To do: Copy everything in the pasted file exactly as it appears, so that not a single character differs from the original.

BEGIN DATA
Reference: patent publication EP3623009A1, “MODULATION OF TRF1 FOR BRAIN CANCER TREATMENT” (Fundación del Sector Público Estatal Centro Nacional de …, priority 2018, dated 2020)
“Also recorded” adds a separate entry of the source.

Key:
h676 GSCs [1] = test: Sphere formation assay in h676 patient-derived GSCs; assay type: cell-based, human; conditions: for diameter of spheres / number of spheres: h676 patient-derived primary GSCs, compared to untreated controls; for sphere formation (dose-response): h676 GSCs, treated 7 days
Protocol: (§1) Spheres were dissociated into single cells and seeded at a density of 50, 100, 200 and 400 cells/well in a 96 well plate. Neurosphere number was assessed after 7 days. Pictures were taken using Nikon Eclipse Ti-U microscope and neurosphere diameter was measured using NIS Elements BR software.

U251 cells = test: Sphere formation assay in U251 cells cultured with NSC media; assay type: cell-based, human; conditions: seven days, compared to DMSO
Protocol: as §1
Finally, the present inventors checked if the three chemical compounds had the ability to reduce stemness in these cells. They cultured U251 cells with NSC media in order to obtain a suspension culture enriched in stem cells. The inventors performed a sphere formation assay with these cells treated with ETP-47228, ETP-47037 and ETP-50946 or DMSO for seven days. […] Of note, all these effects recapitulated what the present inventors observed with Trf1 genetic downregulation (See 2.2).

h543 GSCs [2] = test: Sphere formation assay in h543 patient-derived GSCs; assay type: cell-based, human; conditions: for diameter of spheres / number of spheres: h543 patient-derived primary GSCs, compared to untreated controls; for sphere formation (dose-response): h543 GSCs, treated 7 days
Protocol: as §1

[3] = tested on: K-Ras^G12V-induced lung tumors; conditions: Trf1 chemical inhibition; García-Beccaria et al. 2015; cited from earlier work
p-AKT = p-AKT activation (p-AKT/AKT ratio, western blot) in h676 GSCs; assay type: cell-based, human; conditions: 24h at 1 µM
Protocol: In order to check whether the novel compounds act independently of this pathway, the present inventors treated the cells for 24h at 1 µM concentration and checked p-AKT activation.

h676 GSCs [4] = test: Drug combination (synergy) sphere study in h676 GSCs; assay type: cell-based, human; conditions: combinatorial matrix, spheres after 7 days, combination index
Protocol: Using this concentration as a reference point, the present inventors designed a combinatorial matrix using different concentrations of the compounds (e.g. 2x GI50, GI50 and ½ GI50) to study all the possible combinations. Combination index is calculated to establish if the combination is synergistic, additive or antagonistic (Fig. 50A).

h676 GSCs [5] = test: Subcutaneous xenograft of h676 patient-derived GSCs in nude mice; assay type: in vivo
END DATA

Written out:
Reference: patent publication EP3623009A1, “MODULATION OF TRF1 FOR BRAIN CANCER TREATMENT” (Fundación del Sector Público Estatal Centro Nacional de …, priority 2018, dated 2020)
“Also recorded” adds a separate entry of the source.

Key:
h676 GSCs [1] = test: Sphere formation assay in h676 patient-derived GSCs; assay type: cell-based, human; conditions: for diameter of spheres / number of spheres: h676 patient-derived primary GSCs, compared to untreated controls; for sphere formation (dose-response): h676 GSCs, treated 7 days
Protocol: (§1) Spheres were dissociated into single cells and seeded at a density of 50, 100, 200 and 400 cells/well in a 96 well plate. Neurosphere number was assessed after 7 days. Pictures were taken using Nikon Eclipse Ti-U microscope and neurosphere diameter was measured using NIS Elements BR software.

U251 cells = test: Sphere formation assay in U251 cells cultured with NSC media; assay type: cell-based, human; conditions: seven days, compared to DMSO
Protocol: as §1
Finally, the present inventors checked if the three chemical compounds had the ability to reduce stemness in these cells. They cultured U251 cells with NSC media in order to obtain a suspension culture enriched in stem cells. The inventors performed a sphere formation assay with these cells treated with ETP-47228, ETP-47037 and ETP-50946 or DMSO for seven days. […] Of note, all these effects recapitulated what the present inventors observed with Trf1 genetic downregulation (See 2.2).

h543 GSCs [2] = test: Sphere formation assay in h543 patient-derived GSCs; assay type: cell-based, human; conditions: for diameter of spheres / number of spheres: h543 patient-derived primary GSCs, compared to untreated controls; for sphere formation (dose-response): h543 GSCs, treated 7 days
Protocol: as §1

[3] = tested on: K-Ras^G12V-induced lung tumors; conditions: Trf1 chemical inhibition; García-Beccaria et al. 2015; cited from earlier work
p-AKT = p-AKT activation (p-AKT/AKT ratio, western blot) in h676 GSCs; assay type: cell-based, human; conditions: 24h at 1 µM
Protocol: In order to check whether the novel compounds act independently of this pathway, the present inventors treated the cells for 24h at 1 µM concentration and checked p-AKT activation.

h676 GSCs [4] = test: Drug combination (synergy) sphere study in h676 GSCs; assay type: cell-based, human; conditions: combinatorial matrix, spheres after 7 days, combination index
Protocol: Using this concentration as a reference point, the present inventors designed a combinatorial matrix using different concentrations of the compounds (e.g. 2x GI50, GI50 and ½ GI50) to study all the possible combinations. Combination index is calculated to establish if the combination is synergistic, additive or antagonistic (Fig. 50A).

h676 GSCs [5] = test: Subcutaneous xenograft of h676 patient-derived GSCs in nude mice; assay type: in vivo